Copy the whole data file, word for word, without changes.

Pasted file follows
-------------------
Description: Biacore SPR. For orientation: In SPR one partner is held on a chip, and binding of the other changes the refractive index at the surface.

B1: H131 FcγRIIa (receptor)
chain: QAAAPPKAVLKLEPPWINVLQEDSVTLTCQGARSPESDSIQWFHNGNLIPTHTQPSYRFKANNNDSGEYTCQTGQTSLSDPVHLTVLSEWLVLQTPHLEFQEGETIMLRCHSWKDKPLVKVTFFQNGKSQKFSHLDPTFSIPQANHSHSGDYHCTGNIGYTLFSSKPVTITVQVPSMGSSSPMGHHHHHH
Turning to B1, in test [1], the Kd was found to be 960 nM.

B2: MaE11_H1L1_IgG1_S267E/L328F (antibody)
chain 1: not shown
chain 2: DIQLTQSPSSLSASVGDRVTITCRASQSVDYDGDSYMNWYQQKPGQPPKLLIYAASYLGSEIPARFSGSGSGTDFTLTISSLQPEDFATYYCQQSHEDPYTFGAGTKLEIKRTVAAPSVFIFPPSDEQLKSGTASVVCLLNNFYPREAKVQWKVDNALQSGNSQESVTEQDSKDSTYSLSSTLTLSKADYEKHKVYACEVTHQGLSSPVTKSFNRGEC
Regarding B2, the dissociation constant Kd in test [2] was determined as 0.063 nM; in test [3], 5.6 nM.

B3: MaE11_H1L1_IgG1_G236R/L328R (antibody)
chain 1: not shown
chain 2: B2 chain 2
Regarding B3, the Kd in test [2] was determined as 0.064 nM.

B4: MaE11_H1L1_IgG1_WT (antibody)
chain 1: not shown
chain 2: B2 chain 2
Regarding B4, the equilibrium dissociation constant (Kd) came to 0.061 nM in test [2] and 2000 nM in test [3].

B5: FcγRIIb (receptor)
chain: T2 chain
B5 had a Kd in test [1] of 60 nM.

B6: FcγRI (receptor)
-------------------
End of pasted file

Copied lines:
Description: Biacore SPR. For orientation: In SPR one partner is held on a chip, and binding of the other changes the refractive index at the surface.

B1: H131 FcγRIIa (receptor)
chain: QAAAPPKAVLKLEPPWINVLQEDSVTLTCQGARSPESDSIQWFHNGNLIPTHTQPSYRFKANNNDSGEYTCQTGQTSLSDPVHLTVLSEWLVLQTPHLEFQEGETIMLRCHSWKDKPLVKVTFFQNGKSQKFSHLDPTFSIPQANHSHSGDYHCTGNIGYTLFSSKPVTITVQVPSMGSSSPMGHHHHHH
Turning to B1, in test [1], the Kd was found to be 960 nM.

B2: MaE11_H1L1_IgG1_S267E/L328F (antibody)
chain 1: not shown
chain 2: DIQLTQSPSSLSASVGDRVTITCRASQSVDYDGDSYMNWYQQKPGQPPKLLIYAASYLGSEIPARFSGSGSGTDFTLTISSLQPEDFATYYCQQSHEDPYTFGAGTKLEIKRTVAAPSVFIFPPSDEQLKSGTASVVCLLNNFYPREAKVQWKVDNALQSGNSQESVTEQDSKDSTYSLSSTLTLSKADYEKHKVYACEVTHQGLSSPVTKSFNRGEC
Regarding B2, the dissociation constant Kd in test [2] was determined as 0.063 nM; in test [3], 5.6 nM.

B3: MaE11_H1L1_IgG1_G236R/L328R (antibody)
chain 1: not shown
chain 2: B2 chain 2
Regarding B3, the Kd in test [2] was determined as 0.064 nM.

B4: MaE11_H1L1_IgG1_WT (antibody)
chain 1: not shown
chain 2: B2 chain 2
Regarding B4, the equilibrium dissociation constant (Kd) came to 0.061 nM in test [2] and 2000 nM in test [3].

B5: FcγRIIb (receptor)
chain: T2 chain
B5 had a Kd in test [1] of 60 nM.

B6: FcγRI (receptor)